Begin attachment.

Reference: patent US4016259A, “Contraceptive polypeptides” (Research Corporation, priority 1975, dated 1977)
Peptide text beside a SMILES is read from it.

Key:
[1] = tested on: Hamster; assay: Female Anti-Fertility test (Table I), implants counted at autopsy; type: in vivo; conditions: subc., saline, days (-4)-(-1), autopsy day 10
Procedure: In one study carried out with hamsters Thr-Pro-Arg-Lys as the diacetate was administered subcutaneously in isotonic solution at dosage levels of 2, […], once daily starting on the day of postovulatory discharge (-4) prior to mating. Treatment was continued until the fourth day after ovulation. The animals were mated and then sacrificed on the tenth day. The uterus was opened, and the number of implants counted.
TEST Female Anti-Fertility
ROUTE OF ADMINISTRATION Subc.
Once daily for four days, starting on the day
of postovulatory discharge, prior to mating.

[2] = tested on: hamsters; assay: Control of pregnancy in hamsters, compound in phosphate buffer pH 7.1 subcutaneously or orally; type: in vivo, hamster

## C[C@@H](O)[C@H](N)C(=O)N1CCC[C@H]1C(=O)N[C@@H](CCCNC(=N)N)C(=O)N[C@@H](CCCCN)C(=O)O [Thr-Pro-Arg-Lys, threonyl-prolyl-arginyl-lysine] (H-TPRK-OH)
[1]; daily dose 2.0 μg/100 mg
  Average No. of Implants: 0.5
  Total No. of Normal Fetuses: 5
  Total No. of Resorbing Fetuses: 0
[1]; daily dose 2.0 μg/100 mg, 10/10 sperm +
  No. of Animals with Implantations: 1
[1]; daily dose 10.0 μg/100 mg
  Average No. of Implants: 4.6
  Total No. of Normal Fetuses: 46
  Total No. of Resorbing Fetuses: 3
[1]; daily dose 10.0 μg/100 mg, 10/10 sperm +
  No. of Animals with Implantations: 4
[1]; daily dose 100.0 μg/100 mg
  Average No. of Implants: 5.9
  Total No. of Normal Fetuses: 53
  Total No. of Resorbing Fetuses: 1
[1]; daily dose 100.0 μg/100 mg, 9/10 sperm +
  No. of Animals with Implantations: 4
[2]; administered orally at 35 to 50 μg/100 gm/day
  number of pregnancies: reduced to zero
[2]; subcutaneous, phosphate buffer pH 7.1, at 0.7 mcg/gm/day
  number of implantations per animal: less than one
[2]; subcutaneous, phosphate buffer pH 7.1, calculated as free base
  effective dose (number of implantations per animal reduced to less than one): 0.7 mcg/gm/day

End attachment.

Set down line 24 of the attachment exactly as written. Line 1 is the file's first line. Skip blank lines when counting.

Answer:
[1]; daily dose 100.0 μg/100 mg